Tuesday, July 29, 2014. Last Update: Tue 6:50 AM EST

Cover Story

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In cold type

When Truman Capote set out to profile Marlon Brando for The New Yorker in 1957, he knew just how to set his traps

One morning in January, 1957, Josh Logan, the veteran Broadway producer and Hollywood director, came down from his room into... More

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Rules of the game

The sometimes nauseating, often fun, and always absurd life of a movie publicist

I’ve always regretted that I never thanked Goldie Hawn for launching my career as a publicist. Goldie became my... More

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Celeb-O-Matic

Yes, it’s your handy map of access to the stars!

Click to enlarge: More

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Gross misunderstanding

What journalists miss about the movie business

The vast preponderance of news reporting about Hollywood concerns the weekly box-office race. It is offered free to the... More

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Esprit de corpse

What it’s like to be embedded—on a movie set

With an explosion of light, the screaming starts. . . . This place is wrecked—an entire ballroom flopped on its head. In the... More

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The red-carpet treatment

Set the Wayback Machine to April 9, 1984. The stars are filing into the Dorothy Chandler Pavilion in Los Angeles for the 56th Academy Awards . . .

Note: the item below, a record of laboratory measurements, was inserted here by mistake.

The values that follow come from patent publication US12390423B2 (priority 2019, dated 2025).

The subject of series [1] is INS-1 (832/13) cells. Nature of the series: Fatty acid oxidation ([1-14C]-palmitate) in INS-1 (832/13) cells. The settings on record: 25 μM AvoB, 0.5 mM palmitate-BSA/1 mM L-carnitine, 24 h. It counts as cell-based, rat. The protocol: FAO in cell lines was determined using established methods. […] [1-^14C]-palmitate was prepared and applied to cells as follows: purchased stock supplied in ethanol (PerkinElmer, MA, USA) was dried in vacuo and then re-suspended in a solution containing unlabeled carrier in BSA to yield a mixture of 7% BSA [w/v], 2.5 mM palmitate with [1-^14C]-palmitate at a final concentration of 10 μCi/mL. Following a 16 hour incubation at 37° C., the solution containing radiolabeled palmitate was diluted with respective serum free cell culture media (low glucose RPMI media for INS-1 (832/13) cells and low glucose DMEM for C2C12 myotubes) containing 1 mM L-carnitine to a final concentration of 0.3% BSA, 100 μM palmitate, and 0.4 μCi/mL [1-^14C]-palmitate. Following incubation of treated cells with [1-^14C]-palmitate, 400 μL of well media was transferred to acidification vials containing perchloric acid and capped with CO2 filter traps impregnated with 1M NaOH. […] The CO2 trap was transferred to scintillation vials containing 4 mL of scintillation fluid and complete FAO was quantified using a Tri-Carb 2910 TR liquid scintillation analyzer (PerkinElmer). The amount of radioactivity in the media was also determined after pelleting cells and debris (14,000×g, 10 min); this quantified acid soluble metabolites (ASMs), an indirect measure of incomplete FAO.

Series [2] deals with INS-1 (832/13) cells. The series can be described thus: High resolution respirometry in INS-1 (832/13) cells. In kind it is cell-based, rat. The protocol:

In 1984, gaining access to the Oscars was pretty easy. Calling from Vanity Fair, where new immigrant Tina Brown had... More

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Taking the seen-it route

Why toil as an entry-level slave when you can watch a lot of TV, write it up, build a following—and perhaps even get paid?

Since I could talk, I have talked back to the television. Mister Rogers’ Neighborhood was great—I loved that segment... More

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Avoiding pilot error

By tracking its users’ intent to watch fall shows, TVGuide.com handicaps the new TV season

Television viewers are all over the place these days, tuning in via computers, tablets, and phones, at odd times, and... More

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The fame game

Just in time for Hollywood awards season, CJR shines a Klieg light on entertainment journalism—a sometimes deprecated but highly influential corner of the craft.

In the past half century, as the big movie studios ceded control of the media narrative, celebrities have loomed... More

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Will the Daily Bugle survive?

How the most endangered journalism species — the newspaper — might prevent extinction

Excerpted from Deadlines and Disruption, by Stephen B. Shepard, published by McGraw-Hill, © 2012 With the traditional business model collapsing,... More

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Failing geometry

The once-mighty triangle of publisher-audience-advertiser, long the basis for success in the media business, is now shaky. So let’s consider transformation …

In 1830, a publisher named Lynde Walter launched a Boston paper called The Boston Evening Transcript. Transcript’s most important... More